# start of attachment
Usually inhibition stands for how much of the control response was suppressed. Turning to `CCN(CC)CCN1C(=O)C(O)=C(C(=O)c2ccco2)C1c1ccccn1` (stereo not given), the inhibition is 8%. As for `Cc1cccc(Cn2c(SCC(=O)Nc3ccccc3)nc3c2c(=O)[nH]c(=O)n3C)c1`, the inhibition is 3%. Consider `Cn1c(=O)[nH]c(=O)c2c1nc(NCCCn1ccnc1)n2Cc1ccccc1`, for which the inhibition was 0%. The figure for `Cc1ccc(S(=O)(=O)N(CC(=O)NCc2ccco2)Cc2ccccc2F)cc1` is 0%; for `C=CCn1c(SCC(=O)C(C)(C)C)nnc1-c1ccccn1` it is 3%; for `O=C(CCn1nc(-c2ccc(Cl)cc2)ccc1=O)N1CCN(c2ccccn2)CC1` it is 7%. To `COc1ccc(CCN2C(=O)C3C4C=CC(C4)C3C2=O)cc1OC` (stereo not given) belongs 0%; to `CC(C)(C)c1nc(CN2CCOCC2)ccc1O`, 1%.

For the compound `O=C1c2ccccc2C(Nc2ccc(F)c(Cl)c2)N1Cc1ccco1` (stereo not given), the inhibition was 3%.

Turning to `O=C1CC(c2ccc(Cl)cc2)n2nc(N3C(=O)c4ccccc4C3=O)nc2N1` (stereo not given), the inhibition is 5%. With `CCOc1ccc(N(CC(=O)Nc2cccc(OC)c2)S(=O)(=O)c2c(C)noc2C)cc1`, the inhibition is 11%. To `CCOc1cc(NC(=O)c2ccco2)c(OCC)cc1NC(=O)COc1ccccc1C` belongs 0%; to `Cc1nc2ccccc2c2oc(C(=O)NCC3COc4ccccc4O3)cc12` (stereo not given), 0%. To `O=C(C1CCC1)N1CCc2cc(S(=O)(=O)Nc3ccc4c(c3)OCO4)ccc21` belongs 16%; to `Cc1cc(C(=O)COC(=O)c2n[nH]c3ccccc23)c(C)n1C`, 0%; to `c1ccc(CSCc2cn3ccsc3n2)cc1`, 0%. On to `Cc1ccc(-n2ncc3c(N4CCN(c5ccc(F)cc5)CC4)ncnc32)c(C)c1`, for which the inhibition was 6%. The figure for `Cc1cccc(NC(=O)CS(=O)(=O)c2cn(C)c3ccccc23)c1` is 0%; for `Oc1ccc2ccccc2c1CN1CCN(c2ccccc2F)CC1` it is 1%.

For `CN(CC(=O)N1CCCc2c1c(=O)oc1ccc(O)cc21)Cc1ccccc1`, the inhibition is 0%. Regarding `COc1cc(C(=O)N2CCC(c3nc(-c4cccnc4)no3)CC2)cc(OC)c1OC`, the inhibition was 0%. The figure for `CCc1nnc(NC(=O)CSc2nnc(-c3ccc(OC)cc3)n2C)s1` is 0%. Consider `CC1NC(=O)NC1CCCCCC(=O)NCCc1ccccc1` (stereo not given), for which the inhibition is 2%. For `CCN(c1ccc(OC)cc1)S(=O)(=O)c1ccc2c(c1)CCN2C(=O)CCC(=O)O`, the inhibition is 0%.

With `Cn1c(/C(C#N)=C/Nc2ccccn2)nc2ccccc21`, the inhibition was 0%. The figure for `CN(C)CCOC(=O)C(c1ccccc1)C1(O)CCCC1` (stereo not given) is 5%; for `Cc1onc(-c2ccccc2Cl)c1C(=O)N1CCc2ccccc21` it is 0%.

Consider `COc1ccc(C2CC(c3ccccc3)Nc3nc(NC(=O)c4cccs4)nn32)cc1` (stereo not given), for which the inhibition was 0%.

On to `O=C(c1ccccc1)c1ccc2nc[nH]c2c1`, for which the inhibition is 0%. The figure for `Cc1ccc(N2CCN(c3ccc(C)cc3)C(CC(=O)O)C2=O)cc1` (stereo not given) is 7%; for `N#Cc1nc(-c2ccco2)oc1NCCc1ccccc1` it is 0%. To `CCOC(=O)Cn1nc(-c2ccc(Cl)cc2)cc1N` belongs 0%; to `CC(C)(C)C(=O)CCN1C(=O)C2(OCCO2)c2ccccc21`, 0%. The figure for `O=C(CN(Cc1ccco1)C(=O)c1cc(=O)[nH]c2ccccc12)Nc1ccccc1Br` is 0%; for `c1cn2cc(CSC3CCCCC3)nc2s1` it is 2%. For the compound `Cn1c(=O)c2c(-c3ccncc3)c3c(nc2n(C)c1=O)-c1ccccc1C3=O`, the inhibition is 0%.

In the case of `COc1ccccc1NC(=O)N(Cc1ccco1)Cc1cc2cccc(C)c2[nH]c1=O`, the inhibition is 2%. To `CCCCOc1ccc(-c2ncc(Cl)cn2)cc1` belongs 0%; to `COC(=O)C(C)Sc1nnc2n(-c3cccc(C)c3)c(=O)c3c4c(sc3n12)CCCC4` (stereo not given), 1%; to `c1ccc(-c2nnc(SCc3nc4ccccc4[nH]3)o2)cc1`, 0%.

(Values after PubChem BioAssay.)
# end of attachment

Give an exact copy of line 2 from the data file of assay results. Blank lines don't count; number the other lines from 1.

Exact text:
For the compound `O=C1c2ccccc2C(Nc2ccc(F)c(Cl)c2)N1Cc1ccco1` (stereo not given), the inhibition was 3%.